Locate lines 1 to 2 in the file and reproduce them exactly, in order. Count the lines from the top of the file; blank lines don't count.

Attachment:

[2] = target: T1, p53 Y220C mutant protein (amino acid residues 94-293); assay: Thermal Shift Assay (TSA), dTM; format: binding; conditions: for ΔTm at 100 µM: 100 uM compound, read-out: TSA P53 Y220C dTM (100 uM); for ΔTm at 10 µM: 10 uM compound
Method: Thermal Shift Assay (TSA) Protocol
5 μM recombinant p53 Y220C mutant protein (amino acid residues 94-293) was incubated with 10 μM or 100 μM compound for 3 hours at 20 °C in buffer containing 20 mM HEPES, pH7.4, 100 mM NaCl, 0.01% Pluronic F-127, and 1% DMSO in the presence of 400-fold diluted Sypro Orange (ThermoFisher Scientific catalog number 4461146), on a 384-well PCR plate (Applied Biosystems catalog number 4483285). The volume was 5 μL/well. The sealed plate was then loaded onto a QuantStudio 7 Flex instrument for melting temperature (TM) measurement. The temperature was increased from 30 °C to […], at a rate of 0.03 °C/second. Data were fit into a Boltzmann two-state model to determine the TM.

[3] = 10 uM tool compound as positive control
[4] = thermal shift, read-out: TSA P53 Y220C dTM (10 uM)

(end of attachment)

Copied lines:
[2] = target: T1, p53 Y220C mutant protein (amino acid residues 94-293); assay: Thermal Shift Assay (TSA), dTM; format: binding; conditions: for ΔTm at 100 µM: 100 uM compound, read-out: TSA P53 Y220C dTM (100 uM); for ΔTm at 10 µM: 10 uM compound
Method: Thermal Shift Assay (TSA) Protocol